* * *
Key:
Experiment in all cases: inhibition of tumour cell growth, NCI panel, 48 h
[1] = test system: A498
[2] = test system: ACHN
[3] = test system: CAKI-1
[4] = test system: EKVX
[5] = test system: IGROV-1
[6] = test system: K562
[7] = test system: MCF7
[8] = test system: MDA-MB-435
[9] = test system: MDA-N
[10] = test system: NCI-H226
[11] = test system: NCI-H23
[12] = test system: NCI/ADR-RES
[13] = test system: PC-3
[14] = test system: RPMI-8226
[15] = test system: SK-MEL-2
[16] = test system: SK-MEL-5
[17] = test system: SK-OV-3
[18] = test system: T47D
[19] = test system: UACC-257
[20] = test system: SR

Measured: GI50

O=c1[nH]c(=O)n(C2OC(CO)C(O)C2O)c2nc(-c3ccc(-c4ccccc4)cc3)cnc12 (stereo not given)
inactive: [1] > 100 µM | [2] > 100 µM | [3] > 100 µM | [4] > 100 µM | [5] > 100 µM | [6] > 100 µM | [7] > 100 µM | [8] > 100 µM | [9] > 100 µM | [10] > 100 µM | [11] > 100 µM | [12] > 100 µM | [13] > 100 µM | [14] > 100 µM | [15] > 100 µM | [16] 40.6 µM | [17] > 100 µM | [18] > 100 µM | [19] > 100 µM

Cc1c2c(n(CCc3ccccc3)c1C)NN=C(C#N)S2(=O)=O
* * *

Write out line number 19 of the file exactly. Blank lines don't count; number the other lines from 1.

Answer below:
[17] = test system: SK-OV-3